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Calif. Storms Spawn Tornadoes; Six Dead


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Calif. Storms Spawn Tornadoes; Six Dead





LOS ANGELES (AP) - A deadly series of storms across California spawned everything from tornadoes to avalanches, flooding freeways with steady rain and sending rivers of mud crashing through homes.


At least six deaths have been blamed on the storm, including a woman buried by an avalanche north of Lake Tahoe and others who were victims of landslides, traffic accidents, falling trees and flooding.


Mudslides forced Amtrak officials to suspend service from Los Angeles to Santa Barbara at least through Tuesday. Service between Santa Barbara and San Luis Obispo wasn't expected to resume until next Monday. During the weekend, Metrolink also had canceled rail service for parts of the area because of flooding.


Forecasters said Tuesday that the long-lived storm system would bring at least another inch of rain to Southern California but was losing strength and could move out of the region by Wednesday afternoon. A flash flood watch remained in effect Tuesday for much of Southern California.



``I think we've probably seen the worst of the storm,'' said Ted MacKenchnie, a National Weather Service meteorologist.


Dozens of homes were evacuated or red-tagged - marked as uninhabitable - because they were threatened by sliding hillsides, authorities said.


Northern California also was hit by severe thunderstorms, hail and at least two afternoon tornadoes in the Sacramento area that uprooted trees and damaged roofs and fences.


The California Highway Patrol reported more than 300 crashes in a 14-hour period in Southern California, compared with 50 to 75 accidents on a normal, dry day.


A section of the Hollywood Freeway in Los Angeles was shut down for several hours late Monday because it was flooded by as much as 5 feet of water.


The wild weather came from a series of storms that began battering the state on Thursday, dumping 6.5 inches of rain in downtown Los Angeles.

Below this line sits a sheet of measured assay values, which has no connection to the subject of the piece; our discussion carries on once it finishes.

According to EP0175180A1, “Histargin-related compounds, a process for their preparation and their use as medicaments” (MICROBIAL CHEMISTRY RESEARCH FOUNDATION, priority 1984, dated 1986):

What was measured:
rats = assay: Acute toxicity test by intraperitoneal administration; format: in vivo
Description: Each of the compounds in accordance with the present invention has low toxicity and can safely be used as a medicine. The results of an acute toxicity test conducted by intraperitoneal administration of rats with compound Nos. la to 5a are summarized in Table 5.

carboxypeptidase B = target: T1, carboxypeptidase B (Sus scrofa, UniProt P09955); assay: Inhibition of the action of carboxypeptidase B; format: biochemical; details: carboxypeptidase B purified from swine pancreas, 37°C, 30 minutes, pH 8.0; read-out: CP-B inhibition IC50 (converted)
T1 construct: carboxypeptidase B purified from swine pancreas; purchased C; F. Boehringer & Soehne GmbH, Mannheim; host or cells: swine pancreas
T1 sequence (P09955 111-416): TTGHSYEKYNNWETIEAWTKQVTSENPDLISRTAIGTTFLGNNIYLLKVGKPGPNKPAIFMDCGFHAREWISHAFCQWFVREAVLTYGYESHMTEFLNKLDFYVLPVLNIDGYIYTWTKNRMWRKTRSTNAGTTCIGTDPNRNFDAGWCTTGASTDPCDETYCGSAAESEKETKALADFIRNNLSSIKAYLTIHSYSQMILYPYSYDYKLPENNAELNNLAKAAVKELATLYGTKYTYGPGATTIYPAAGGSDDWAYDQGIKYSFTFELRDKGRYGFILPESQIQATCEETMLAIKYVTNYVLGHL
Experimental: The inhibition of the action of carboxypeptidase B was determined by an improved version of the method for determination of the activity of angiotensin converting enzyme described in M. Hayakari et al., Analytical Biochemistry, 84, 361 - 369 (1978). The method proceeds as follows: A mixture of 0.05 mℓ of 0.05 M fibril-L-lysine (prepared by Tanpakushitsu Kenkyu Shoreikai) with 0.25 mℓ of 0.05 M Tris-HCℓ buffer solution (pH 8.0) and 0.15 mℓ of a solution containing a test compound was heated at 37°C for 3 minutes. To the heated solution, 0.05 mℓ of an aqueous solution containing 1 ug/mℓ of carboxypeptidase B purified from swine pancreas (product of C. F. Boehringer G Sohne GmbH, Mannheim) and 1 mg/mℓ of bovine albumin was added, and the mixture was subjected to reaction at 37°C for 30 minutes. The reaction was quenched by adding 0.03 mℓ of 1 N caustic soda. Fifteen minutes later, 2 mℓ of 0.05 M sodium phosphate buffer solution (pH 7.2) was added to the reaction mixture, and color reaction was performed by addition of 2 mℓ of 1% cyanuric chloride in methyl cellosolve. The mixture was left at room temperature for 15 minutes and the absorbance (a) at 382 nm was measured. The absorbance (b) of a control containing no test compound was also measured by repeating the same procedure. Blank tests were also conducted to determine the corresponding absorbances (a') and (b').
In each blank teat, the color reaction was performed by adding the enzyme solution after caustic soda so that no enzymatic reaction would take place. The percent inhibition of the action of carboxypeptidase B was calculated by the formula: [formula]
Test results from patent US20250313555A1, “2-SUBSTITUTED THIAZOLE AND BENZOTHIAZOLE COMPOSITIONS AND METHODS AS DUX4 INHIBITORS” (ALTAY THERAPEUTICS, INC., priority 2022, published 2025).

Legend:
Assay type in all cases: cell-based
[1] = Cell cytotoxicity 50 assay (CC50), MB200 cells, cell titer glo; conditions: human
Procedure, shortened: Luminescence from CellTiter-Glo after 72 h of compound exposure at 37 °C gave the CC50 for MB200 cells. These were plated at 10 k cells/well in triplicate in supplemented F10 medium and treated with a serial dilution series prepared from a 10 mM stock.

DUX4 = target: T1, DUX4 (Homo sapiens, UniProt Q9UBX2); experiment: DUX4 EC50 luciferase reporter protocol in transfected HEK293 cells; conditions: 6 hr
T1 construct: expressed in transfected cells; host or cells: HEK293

A total of 31.40 inches of rain has fallen since July 1, the start of the region's annual ``water year'' measuring period, the fifth wettest on record. The record is 38.18 inches, set in 1883-84.


The consecutive days of rain has proven too much for saturated hillsides in Southern California.


A mudslide ripped into the bedroom of a home in the San Fernando Valley, killing a man by burying him under four feet of mud.


And in Orange County's rural Silverado Canyon area east of Irvine, boulders crashed into an apartment and crushed a 16-year-old girl, Caitlin Oto.


``If you saw the damage up there, it almost looks like the houses exploded, the way it went completely through the homes,'' said Capt. Stephen Miller of the Orange County Fire Authority.


In Northern California, 45-year-old Gerilyn Marie Ewing, of Reno, Nev., was killed by an avalanche Sunday while skiing between the Sugar Bowl and Squaw Valley ski resorts north of Lake Tahoe. Up to 20 inches of snow had fallen in the area since Thursday.


Harbor Patrol officers had to battle high waves and wind early Monday off the coast of Santa Barbara to rescue a man whose sailboat was adrift with no mast and no engine power. They couldn't get close enough to pull him from the vessel, so they had him jump overboard and then dove in after him.


``You couldn't see what was coming. We were holding on for dear life,'' said Officer Jan Martinez. ``The waves were coming at such close intervals we'd push up through one, then come down just as another one was breaking on us.''


In Glendale, a foothill community north of Los Angeles, about 30 people in 11 homes were evacuated early Monday because of mudslides and flooding.


And in the coastal community of La Conchita, where a landslide killed 10 people last month, six of the 39 people still living in the town elected to leave because of the heavy rain and a steady flow of mud on the bluffs behind the town, said Capt. Bill Flannigan of the Ventura County Sheriff's Department. However, no major new slides were reported in the county.


On the Net:


National Weather Service: http://iwin.nws.noaa.gov



02/22/05 13:28



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